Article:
Banking secrecy was to encourage the development of private banking in the financial centre at a time when the financial industry needed to find new sources of growth. Photo: Shutterstock

Banking secrecy was to encourage the development of private banking in the financial centre at a time when the financial industry needed to find new sources of growth. Photo: Shutterstock

This summer, Delano + Paperjam go back in time and reviews 10 key dates in the financial centre. This week: 1981, date of the adoption of banking secrecy.

At the beginning of the 1980s, Luxembourg’s financial centre had reached a certain maturity when the first difficulties appeared. World growth slowed down due to inflation and in particular a new rise in oil prices, due to the war between Iraq and Iran. But the situation only really got out of hand in 1982, when Mexico unilaterally decided to freeze its debt payments. The insolvency of the Latin American countries, the grand duchy’s main clients on the Eurocredit market, hit the Luxembourg financial centre hard.

Faced with these difficulties, the Luxembourg financial centre sought to diversify its activities, particularly in the direction of private banking and investment funds. These choices proved to be relevant in the context of progressive capital liberalisation.

In terms of private banking, the financial centre was not starting from scratch. Its participation in the Euromarkets had, since the 1960s, familiarised it with an international clientele, with investment products in different currencies and with the development of complex arrangements. The evolution of the regulatory framework would tip the balance.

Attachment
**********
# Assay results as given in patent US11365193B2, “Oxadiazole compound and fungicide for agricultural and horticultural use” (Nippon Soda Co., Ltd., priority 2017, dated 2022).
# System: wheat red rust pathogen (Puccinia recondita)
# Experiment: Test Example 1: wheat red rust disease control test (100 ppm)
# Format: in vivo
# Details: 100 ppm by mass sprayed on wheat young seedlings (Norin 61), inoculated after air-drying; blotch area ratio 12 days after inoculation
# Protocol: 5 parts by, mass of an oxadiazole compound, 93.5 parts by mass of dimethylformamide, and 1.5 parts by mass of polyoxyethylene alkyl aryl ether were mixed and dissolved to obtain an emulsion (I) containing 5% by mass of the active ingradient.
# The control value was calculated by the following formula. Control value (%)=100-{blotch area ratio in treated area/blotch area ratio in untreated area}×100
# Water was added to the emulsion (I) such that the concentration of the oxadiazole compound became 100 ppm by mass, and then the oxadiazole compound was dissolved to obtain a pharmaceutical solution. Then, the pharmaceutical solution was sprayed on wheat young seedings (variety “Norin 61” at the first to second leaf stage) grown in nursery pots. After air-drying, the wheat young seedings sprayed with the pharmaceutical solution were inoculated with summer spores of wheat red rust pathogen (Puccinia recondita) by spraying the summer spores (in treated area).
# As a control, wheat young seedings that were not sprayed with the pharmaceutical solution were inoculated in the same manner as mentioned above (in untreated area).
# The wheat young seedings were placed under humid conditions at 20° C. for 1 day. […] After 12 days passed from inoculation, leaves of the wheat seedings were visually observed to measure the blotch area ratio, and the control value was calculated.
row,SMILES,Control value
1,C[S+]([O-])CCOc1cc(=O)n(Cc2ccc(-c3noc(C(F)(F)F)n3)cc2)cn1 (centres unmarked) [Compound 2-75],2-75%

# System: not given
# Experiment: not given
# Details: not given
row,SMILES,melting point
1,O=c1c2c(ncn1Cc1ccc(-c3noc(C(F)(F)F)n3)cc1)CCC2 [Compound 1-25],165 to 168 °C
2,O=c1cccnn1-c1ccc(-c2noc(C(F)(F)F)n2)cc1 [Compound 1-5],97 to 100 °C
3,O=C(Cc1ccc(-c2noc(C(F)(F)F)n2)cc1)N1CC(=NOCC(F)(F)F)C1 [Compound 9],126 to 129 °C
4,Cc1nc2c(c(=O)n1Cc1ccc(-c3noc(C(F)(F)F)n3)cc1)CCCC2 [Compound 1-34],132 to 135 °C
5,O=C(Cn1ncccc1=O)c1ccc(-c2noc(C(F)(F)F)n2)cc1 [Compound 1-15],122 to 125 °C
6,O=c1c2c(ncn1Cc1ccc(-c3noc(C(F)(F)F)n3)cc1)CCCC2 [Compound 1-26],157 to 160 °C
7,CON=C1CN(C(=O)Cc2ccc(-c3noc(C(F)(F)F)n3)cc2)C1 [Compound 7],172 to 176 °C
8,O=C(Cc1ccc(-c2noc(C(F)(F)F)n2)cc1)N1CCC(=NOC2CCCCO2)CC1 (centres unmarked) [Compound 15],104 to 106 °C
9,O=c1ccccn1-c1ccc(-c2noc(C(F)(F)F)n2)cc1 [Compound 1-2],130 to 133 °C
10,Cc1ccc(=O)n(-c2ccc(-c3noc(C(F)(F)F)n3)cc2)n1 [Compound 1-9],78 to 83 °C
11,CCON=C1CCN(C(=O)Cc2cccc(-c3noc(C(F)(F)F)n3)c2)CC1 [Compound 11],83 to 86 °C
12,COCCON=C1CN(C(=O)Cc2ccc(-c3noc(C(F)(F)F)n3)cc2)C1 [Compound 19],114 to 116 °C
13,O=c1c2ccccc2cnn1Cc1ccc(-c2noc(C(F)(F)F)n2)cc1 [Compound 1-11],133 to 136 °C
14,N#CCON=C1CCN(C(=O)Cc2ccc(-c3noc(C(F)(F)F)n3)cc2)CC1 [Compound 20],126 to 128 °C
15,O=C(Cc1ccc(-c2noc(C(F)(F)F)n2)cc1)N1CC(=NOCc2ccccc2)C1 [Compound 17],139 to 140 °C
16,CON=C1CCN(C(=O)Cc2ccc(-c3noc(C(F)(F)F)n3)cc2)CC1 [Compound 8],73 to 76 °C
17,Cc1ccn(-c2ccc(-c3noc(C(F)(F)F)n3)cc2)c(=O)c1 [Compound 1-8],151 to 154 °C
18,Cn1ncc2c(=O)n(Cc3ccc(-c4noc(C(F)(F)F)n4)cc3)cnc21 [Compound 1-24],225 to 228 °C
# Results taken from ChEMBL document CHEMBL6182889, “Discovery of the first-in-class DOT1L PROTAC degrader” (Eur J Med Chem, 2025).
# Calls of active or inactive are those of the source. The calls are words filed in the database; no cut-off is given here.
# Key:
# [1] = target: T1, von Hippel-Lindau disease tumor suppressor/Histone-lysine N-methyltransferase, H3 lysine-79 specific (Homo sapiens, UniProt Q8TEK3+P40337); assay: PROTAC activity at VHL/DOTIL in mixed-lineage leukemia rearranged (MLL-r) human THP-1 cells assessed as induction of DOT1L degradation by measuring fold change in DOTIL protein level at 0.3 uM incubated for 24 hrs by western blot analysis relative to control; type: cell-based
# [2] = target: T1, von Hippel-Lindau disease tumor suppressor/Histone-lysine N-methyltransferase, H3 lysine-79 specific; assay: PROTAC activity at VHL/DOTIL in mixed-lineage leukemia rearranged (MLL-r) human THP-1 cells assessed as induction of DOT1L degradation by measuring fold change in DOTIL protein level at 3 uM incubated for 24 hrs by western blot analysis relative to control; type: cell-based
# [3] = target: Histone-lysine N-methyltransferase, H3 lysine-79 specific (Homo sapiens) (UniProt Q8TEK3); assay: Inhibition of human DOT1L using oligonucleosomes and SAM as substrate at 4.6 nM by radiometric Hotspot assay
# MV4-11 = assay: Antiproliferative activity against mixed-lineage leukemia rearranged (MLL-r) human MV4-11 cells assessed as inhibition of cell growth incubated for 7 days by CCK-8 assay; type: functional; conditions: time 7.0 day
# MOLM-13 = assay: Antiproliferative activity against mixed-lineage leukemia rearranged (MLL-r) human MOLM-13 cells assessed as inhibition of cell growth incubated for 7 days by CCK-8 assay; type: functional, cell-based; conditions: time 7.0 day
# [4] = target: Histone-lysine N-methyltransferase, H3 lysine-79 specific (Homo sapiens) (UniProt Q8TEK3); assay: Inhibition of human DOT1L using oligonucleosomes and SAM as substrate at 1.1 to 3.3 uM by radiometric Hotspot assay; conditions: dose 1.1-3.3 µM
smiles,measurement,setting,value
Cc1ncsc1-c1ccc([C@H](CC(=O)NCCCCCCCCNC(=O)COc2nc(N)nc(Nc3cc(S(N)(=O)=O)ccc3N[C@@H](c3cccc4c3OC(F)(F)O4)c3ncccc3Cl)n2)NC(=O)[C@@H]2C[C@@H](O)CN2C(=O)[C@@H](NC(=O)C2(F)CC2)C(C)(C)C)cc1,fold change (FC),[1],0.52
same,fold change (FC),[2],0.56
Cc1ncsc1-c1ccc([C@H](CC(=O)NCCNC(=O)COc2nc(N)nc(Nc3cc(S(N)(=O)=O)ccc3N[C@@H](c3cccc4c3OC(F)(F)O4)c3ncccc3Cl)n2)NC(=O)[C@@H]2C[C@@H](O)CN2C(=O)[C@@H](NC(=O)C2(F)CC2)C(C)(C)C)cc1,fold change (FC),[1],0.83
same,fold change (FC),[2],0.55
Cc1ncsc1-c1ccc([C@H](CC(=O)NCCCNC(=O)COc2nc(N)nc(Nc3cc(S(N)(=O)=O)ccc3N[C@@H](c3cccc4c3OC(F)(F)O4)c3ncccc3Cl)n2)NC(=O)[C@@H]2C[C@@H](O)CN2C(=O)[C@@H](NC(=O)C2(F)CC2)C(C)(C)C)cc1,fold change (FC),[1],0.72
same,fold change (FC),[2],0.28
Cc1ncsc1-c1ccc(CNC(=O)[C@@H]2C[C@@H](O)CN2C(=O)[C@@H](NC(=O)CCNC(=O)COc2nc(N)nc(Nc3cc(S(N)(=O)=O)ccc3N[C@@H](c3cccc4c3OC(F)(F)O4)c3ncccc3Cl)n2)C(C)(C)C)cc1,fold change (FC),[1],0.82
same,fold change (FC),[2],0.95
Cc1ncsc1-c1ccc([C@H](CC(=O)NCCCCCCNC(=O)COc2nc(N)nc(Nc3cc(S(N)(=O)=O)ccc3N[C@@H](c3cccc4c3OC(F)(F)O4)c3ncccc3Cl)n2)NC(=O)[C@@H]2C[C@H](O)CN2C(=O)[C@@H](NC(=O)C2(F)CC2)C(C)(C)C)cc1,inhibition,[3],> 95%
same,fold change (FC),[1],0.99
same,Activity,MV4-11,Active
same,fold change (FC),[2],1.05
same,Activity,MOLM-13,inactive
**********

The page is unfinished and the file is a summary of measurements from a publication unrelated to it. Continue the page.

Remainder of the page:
A regulatory Holy Trinity in the service of confidentiality

Luxembourg banking secrecy owed its origin to Article 458 of the Criminal Code. This article imposed secrecy on certain professions that are entrusted with secrets in the course of their work. Doctors, pharmacists and midwives, for example. Its extension to the banking world was based on case law interpretation, without it being clear whether its scope was specific or general. The law of 23 April 1981 on the banking sector formally extended it to the banking professions.

Banking secrecy alone does not explain the success of private banking. It was backed up by two valuable aids: the principle of non-taxation of non-residents’ savings and the principle of double jeopardy in tax offences. In concrete terms, if the exchange of information with foreign tax authorities was possible in the case of criminal proceedings, the definition of the suspected offence had to be similar to that existing in Grand Ducal law. The country had a limited conception of the offence of tax fraud.

Banking secrecy would ensure the development of the private banking industry. This was not without some gnashing of teeth by neighbouring states, whose nationals were the main clients of Luxembourg’s financial centre. It was the era of the “Belgian dentist”. The image of the sector would go on to deteriorate, to the great displeasure of insurance professionals and investment funds who had no use for banking secrecy.

The Feira Agreement

The end of banking secrecy can be attributed to Osama Bin Laden. The September 11th attack put the fight against money laundering and terrorist financing high on the agenda of the US authorities. Banking secrecy was no longer tolerable. From concession to concession, it would disappear.

This very gradual disappearance was made official on 5 November 2014 by the vote in the Chamber of Deputies to abolish it and introduce automatic exchange of banking information.

That left 14 years for professionals of the sector to rethink their model. With success.

Next Wednesday: 1982, the devaluation of the Luxembourg franc and its consequences

Read the original French version of this article on the  website.